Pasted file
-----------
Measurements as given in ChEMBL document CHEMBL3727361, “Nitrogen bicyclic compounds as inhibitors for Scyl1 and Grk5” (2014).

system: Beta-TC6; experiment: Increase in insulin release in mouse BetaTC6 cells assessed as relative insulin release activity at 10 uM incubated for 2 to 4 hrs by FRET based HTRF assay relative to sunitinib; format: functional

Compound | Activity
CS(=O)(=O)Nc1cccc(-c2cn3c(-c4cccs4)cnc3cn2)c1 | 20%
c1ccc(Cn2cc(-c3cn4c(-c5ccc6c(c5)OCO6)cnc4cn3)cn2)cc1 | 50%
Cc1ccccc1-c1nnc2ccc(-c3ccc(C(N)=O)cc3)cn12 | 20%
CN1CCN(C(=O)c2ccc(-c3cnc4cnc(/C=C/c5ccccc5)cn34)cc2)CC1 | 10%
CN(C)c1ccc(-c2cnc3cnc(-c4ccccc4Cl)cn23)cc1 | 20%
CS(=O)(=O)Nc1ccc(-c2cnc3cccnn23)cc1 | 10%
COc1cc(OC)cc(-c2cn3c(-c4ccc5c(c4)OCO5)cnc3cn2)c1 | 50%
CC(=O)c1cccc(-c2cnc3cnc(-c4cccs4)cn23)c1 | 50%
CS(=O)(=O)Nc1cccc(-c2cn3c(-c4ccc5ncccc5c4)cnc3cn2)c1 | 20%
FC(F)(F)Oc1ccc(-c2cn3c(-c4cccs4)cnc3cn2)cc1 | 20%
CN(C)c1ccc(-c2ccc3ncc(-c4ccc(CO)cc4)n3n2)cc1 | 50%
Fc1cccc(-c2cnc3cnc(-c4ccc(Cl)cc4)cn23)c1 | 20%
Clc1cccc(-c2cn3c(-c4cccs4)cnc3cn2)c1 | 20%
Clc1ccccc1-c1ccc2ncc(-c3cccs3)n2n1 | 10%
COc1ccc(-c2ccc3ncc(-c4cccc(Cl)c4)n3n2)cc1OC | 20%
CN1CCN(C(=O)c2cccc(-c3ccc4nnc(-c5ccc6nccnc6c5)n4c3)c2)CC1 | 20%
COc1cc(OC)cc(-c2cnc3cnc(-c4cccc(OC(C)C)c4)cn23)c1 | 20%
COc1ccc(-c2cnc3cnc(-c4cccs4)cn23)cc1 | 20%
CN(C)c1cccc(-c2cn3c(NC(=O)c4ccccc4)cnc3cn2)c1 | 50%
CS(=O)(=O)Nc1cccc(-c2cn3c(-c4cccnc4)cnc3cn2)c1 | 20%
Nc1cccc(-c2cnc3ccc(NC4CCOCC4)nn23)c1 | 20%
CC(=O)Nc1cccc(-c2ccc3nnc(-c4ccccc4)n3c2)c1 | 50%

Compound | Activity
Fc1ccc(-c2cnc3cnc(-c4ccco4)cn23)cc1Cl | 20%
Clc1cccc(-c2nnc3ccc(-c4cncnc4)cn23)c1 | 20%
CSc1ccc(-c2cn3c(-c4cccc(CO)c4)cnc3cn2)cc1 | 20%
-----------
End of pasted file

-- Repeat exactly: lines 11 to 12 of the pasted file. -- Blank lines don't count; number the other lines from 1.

CC(=O)c1cccc(-c2cnc3cnc(-c4cccs4)cn23)c1 | 50%
CS(=O)(=O)Nc1cccc(-c2cn3c(-c4ccc5ncccc5c4)cnc3cn2)c1 | 20%